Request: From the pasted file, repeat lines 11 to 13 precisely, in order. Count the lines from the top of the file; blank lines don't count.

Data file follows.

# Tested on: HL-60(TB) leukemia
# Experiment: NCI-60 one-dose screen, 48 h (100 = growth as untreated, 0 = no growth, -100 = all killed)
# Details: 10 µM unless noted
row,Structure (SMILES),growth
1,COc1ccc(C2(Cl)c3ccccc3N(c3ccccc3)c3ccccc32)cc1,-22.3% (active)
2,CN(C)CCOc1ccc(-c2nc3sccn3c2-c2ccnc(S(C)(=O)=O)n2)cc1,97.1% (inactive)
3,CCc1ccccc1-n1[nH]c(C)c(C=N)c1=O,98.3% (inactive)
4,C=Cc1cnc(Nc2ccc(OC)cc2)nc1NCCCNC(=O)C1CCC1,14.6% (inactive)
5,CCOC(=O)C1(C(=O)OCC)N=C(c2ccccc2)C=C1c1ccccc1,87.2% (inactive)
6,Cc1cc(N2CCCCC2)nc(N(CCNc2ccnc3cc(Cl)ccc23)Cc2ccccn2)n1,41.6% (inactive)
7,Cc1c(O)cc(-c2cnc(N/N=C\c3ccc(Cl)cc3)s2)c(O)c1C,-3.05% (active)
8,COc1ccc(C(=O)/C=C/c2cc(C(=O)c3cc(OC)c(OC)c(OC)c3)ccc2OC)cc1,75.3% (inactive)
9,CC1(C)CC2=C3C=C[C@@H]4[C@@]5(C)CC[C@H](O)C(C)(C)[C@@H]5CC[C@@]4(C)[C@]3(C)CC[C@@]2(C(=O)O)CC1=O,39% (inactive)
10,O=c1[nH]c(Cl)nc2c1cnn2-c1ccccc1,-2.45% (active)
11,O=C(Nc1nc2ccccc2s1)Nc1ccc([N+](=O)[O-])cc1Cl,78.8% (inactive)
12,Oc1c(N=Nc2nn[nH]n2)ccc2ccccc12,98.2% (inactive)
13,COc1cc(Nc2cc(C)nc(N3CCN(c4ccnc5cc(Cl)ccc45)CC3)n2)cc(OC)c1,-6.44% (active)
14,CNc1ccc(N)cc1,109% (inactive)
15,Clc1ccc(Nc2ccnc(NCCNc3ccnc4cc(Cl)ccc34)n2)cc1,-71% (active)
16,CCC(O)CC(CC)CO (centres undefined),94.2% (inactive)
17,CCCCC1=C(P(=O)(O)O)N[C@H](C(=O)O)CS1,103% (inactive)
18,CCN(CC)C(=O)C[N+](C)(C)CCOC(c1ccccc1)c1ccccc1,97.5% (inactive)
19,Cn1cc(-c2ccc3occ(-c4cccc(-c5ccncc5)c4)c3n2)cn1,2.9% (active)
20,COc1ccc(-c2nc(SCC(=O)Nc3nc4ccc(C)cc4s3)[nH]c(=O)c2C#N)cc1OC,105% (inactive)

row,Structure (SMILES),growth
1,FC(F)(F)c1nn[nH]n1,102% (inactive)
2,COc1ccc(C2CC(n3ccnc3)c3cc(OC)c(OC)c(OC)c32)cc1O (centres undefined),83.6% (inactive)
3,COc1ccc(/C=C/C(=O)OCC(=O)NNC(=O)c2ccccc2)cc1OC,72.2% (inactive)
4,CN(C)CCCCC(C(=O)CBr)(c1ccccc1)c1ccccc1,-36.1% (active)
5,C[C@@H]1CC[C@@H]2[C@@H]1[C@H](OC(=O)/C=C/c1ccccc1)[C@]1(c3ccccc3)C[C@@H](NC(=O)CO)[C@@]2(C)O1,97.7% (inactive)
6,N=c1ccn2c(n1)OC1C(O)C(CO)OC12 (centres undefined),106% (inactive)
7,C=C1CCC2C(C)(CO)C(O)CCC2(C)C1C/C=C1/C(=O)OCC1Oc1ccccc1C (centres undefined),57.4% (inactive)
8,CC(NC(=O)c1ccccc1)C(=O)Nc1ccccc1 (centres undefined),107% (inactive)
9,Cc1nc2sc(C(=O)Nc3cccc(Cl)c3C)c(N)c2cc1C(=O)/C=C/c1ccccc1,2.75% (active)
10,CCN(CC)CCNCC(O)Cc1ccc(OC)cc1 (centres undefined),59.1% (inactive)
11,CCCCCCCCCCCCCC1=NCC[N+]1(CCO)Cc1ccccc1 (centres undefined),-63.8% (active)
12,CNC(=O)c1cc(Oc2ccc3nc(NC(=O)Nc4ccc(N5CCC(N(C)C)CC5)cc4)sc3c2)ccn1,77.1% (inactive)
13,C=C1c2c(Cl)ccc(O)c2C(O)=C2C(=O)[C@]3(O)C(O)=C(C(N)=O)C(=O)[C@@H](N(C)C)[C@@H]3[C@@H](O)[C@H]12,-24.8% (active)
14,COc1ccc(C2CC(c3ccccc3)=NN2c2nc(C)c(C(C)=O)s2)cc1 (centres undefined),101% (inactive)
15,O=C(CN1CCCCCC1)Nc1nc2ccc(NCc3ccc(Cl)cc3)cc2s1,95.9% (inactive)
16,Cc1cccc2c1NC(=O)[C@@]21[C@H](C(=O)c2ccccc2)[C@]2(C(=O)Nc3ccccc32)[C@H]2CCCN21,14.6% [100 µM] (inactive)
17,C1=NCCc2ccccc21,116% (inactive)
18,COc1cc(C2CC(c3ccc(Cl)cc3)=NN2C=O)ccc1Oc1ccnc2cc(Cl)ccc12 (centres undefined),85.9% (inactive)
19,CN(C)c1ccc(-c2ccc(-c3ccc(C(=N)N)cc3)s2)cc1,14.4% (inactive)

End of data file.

7,Cc1c(O)cc(-c2cnc(N/N=C\c3ccc(Cl)cc3)s2)c(O)c1C,-3.05% (active)
8,COc1ccc(C(=O)/C=C/c2cc(C(=O)c3cc(OC)c(OC)c(OC)c3)ccc2OC)cc1,75.3% (inactive)
9,CC1(C)CC2=C3C=C[C@@H]4[C@@]5(C)CC[C@H](O)C(C)(C)[C@@H]5CC[C@@]4(C)[C@]3(C)CC[C@@]2(C(=O)O)CC1=O,39% (inactive)